Only a small number of tribes consume liquor as a staple food. Some examples are the Konso people in southern Ethiopia who drink cereal liquor called chaka [31-33] and the Manon tribe in southern Guinea who seasonally consume palm liquor as their staple food [34]. The Konso people live in the Konso region adjacent to the Dirashe region, and they descended from the Oromo ethnic group, similar to the Dirashe people. These two tribes share common aspects such as subsistence, culture, society, and language [35]. However, the Konso people also cultivate a variety of crops, including grains such as barley and wheat, potatoes, beans, and vegetables, on stone terraces cut out of the steep hillsides, in addition to sorghum, maize, and moringa [31-33]. They drink chaka as the staple food twice out of four meals a day, but also consume tuber and grain dumplings as main dish and beans and vegetables as side dish for the other two meals [32,33]. The Manon people living in the tropical rainforest area in southern Guinea drink approximately 0.8 liters of palm liquor per day when it is in season, which enables them to obtain 336 kcal. However, this is not their year-round dietary habit and they additionally consume vegetables and beans even during the palm-liquor season [34]. In this way, although both the Konso and Manon people take the fermented liquor as staple food, they also take nutrients from other food sources throughout the year.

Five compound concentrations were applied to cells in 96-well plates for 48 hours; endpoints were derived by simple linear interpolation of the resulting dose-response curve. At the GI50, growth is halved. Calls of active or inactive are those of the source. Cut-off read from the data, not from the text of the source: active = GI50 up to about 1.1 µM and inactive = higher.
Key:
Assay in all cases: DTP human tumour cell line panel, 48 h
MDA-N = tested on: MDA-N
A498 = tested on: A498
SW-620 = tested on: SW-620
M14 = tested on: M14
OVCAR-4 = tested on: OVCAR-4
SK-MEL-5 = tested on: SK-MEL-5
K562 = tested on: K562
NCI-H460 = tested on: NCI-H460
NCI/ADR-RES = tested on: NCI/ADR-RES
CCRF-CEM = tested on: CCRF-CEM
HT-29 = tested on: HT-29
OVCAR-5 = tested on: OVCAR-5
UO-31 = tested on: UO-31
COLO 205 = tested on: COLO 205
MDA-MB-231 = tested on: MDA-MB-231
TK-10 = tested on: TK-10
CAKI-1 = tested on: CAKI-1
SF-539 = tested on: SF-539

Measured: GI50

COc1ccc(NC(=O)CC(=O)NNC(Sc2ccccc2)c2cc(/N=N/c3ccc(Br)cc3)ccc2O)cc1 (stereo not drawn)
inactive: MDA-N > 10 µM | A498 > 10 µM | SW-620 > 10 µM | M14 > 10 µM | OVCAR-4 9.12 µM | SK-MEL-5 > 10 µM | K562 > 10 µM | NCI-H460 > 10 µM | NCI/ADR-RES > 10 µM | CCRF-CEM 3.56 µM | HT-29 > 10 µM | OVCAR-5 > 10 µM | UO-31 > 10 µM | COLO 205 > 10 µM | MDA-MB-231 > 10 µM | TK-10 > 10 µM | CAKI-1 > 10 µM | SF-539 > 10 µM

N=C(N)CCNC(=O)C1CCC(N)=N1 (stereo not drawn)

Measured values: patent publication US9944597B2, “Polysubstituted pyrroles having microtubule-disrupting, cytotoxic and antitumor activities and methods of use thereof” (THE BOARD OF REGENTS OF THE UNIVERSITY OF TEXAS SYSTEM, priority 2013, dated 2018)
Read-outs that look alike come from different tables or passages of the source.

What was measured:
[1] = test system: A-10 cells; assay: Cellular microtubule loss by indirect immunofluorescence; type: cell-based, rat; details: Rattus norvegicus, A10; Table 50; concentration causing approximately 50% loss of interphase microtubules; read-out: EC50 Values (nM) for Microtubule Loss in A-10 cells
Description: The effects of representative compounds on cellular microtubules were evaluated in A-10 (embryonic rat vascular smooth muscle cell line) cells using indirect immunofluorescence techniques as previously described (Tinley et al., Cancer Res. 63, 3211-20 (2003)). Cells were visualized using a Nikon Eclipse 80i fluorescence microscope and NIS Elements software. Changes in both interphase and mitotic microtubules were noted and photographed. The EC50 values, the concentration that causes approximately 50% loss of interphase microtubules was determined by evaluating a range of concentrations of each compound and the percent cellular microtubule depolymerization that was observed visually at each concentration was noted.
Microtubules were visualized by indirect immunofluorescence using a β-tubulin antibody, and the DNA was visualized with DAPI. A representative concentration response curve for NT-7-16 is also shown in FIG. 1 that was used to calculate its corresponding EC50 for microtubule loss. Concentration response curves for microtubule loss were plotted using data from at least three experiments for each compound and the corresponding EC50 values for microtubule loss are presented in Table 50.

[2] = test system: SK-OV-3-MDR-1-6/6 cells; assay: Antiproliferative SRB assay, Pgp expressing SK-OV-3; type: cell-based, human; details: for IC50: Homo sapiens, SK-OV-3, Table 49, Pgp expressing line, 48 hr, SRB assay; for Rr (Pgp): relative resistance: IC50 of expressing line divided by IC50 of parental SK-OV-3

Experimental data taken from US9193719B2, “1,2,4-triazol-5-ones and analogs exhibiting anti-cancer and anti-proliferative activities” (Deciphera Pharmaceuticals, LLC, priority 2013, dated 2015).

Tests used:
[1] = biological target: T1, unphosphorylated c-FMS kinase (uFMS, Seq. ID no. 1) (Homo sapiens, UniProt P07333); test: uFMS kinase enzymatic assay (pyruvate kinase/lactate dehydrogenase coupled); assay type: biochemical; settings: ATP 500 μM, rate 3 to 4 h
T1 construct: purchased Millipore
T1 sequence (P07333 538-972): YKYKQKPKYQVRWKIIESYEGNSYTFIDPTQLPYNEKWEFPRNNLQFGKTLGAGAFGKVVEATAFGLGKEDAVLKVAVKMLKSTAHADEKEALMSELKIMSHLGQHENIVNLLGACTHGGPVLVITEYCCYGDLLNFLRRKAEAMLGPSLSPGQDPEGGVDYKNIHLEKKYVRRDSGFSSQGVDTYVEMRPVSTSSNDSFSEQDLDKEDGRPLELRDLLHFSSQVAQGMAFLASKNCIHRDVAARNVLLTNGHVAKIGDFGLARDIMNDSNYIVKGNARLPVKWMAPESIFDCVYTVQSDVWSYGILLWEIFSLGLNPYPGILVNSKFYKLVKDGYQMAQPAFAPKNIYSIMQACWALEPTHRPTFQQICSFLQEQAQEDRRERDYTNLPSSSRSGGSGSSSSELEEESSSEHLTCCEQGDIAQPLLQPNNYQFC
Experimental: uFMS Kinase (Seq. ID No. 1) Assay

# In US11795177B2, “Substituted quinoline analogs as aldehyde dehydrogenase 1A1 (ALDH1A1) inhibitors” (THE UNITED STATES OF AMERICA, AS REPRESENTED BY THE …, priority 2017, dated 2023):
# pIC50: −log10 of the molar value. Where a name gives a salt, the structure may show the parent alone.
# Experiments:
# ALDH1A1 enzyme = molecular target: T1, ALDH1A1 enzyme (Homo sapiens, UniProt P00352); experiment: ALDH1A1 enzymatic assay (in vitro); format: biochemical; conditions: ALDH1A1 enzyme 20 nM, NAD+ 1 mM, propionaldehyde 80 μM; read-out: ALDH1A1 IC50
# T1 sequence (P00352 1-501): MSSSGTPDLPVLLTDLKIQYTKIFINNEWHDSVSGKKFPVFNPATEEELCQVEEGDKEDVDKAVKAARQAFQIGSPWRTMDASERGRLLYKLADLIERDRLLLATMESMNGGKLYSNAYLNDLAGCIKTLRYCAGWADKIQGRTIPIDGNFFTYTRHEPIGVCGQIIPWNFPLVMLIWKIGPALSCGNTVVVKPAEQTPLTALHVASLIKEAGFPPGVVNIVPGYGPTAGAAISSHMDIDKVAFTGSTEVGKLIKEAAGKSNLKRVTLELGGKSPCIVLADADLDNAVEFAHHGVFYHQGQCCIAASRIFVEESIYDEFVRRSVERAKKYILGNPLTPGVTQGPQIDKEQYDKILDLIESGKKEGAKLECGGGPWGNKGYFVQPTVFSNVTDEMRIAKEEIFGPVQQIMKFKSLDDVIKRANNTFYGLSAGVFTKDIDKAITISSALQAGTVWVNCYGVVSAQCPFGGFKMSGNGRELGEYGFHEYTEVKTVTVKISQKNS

The Dirashe people, on the other hand, drink as much as approximately 5 kg of parshot, on average, slowly over time in a day regardless of age and sex (excluding children in early teens or younger). Consuming a large quantity of fermented liquor enables them to take in about 3,400 kcal to 5,450 kcal of calories, about 85 g to 165 g of protein and about 2,500 mg to 4,650 mg of lysine, which almost fulfill the recommended daily intakes. The Dirashe people prefer drinking parshot to other types of liquor such as kalala and nech chaka because parshot has a moderate alcohol concentration, and thus has higher food safety, and is superior in flavour [19].
Besides, the fermentation process of food induces yeast mashes and bacteria to break down and resynthesize fatty acid and amino acid, which improves nutritional value [36,37] dissolves unnecessary components [36,38] eliminates labor of food preparation [36], and also facilitates portability owing to the reduced volume. This is also the case with parshot mainly made of sorghum and maize. Fermentation increases lysine content (mg), which functions as the first-limiting amino acid, and consequently improves nutritional value. Hence, the amino acid score directly related to the quality of protein is higher in parshot, kalala, and nech chaka than in sorghum, the main ingredient of these liquors (Table 4).